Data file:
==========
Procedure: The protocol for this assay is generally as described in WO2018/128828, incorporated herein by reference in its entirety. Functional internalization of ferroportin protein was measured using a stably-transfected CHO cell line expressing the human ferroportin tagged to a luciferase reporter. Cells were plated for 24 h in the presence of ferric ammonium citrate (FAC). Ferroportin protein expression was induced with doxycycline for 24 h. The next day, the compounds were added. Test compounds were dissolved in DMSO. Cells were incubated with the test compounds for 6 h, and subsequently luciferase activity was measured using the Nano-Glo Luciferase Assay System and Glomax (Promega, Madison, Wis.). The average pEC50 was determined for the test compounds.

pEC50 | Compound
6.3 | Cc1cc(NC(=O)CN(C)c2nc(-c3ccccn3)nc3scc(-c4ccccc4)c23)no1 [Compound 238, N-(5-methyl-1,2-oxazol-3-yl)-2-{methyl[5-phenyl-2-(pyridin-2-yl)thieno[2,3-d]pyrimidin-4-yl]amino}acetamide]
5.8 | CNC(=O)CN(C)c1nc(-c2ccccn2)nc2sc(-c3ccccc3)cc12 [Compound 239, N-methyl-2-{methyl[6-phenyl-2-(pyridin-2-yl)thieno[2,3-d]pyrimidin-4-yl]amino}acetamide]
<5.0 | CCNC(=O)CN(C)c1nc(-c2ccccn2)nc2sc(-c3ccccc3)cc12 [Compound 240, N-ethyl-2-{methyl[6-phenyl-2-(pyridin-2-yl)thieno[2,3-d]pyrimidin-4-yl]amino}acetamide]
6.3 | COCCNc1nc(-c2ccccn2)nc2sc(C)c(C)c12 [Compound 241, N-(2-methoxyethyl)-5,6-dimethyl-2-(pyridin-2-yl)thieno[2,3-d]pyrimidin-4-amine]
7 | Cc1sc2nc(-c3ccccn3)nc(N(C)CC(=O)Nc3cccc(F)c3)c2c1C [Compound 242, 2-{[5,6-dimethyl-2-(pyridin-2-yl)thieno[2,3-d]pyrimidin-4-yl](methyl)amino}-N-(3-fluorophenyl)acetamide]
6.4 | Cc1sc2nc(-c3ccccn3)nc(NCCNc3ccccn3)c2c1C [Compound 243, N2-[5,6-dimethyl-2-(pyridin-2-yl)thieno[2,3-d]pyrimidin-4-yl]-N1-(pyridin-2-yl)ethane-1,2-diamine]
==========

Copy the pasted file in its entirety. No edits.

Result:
Procedure: The protocol for this assay is generally as described in WO2018/128828, incorporated herein by reference in its entirety. Functional internalization of ferroportin protein was measured using a stably-transfected CHO cell line expressing the human ferroportin tagged to a luciferase reporter. Cells were plated for 24 h in the presence of ferric ammonium citrate (FAC). Ferroportin protein expression was induced with doxycycline for 24 h. The next day, the compounds were added. Test compounds were dissolved in DMSO. Cells were incubated with the test compounds for 6 h, and subsequently luciferase activity was measured using the Nano-Glo Luciferase Assay System and Glomax (Promega, Madison, Wis.). The average pEC50 was determined for the test compounds.

pEC50 | Compound
6.3 | Cc1cc(NC(=O)CN(C)c2nc(-c3ccccn3)nc3scc(-c4ccccc4)c23)no1 [Compound 238, N-(5-methyl-1,2-oxazol-3-yl)-2-{methyl[5-phenyl-2-(pyridin-2-yl)thieno[2,3-d]pyrimidin-4-yl]amino}acetamide]
5.8 | CNC(=O)CN(C)c1nc(-c2ccccn2)nc2sc(-c3ccccc3)cc12 [Compound 239, N-methyl-2-{methyl[6-phenyl-2-(pyridin-2-yl)thieno[2,3-d]pyrimidin-4-yl]amino}acetamide]
<5.0 | CCNC(=O)CN(C)c1nc(-c2ccccn2)nc2sc(-c3ccccc3)cc12 [Compound 240, N-ethyl-2-{methyl[6-phenyl-2-(pyridin-2-yl)thieno[2,3-d]pyrimidin-4-yl]amino}acetamide]
6.3 | COCCNc1nc(-c2ccccn2)nc2sc(C)c(C)c12 [Compound 241, N-(2-methoxyethyl)-5,6-dimethyl-2-(pyridin-2-yl)thieno[2,3-d]pyrimidin-4-amine]
7 | Cc1sc2nc(-c3ccccn3)nc(N(C)CC(=O)Nc3cccc(F)c3)c2c1C [Compound 242, 2-{[5,6-dimethyl-2-(pyridin-2-yl)thieno[2,3-d]pyrimidin-4-yl](methyl)amino}-N-(3-fluorophenyl)acetamide]
6.4 | Cc1sc2nc(-c3ccccn3)nc(NCCNc3ccccn3)c2c1C [Compound 243, N2-[5,6-dimethyl-2-(pyridin-2-yl)thieno[2,3-d]pyrimidin-4-yl]-N1-(pyridin-2-yl)ethane-1,2-diamine]